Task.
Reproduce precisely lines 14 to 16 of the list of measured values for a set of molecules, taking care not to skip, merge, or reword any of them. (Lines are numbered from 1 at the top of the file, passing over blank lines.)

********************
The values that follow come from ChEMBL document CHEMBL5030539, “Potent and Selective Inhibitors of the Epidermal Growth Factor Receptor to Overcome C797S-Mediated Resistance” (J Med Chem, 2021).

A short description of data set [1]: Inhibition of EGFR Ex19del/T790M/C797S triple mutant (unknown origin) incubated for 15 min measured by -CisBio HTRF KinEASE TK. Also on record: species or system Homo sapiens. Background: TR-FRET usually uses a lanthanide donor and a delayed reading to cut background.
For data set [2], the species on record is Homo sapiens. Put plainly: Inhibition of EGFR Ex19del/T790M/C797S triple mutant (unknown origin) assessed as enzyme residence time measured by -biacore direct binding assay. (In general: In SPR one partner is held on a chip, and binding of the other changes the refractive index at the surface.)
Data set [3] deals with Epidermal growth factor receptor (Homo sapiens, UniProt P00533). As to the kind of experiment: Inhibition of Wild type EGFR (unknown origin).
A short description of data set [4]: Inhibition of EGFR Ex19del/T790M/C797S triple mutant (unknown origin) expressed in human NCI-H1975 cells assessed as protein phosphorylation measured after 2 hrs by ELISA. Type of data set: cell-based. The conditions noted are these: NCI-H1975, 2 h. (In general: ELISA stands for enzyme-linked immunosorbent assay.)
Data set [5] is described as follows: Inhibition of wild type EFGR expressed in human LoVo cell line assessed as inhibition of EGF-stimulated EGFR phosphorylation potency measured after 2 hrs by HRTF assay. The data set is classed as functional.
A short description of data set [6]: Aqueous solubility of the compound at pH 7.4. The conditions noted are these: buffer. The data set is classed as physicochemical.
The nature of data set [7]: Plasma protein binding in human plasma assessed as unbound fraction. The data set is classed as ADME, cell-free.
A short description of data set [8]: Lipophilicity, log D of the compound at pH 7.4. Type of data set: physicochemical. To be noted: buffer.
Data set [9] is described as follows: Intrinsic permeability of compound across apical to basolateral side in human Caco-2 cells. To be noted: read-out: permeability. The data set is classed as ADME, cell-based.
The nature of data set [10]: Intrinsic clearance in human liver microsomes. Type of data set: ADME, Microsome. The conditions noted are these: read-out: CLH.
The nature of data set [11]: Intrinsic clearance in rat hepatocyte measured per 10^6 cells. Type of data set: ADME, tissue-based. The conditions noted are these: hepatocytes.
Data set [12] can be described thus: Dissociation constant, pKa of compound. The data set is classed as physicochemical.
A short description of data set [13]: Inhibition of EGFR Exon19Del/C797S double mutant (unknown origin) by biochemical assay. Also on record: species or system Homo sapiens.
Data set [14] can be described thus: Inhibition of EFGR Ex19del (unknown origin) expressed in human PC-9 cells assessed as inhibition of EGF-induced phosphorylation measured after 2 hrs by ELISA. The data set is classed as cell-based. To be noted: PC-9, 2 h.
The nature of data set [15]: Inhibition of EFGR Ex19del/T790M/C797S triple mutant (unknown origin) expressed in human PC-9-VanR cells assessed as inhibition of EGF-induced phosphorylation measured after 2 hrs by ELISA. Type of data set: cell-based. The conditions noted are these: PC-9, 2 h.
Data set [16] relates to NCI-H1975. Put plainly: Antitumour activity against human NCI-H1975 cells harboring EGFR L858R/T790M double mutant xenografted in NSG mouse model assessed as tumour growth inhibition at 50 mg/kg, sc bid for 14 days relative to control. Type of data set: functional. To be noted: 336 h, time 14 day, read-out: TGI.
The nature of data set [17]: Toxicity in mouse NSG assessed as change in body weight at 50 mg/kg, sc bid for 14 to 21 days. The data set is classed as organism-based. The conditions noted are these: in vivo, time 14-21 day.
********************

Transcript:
A short description of data set [13]: Inhibition of EGFR Exon19Del/C797S double mutant (unknown origin) by biochemical assay. Also on record: species or system Homo sapiens.
Data set [14] can be described thus: Inhibition of EFGR Ex19del (unknown origin) expressed in human PC-9 cells assessed as inhibition of EGF-induced phosphorylation measured after 2 hrs by ELISA. The data set is classed as cell-based. To be noted: PC-9, 2 h.
The nature of data set [15]: Inhibition of EFGR Ex19del/T790M/C797S triple mutant (unknown origin) expressed in human PC-9-VanR cells assessed as inhibition of EGF-induced phosphorylation measured after 2 hrs by ELISA. Type of data set: cell-based. The conditions noted are these: PC-9, 2 h.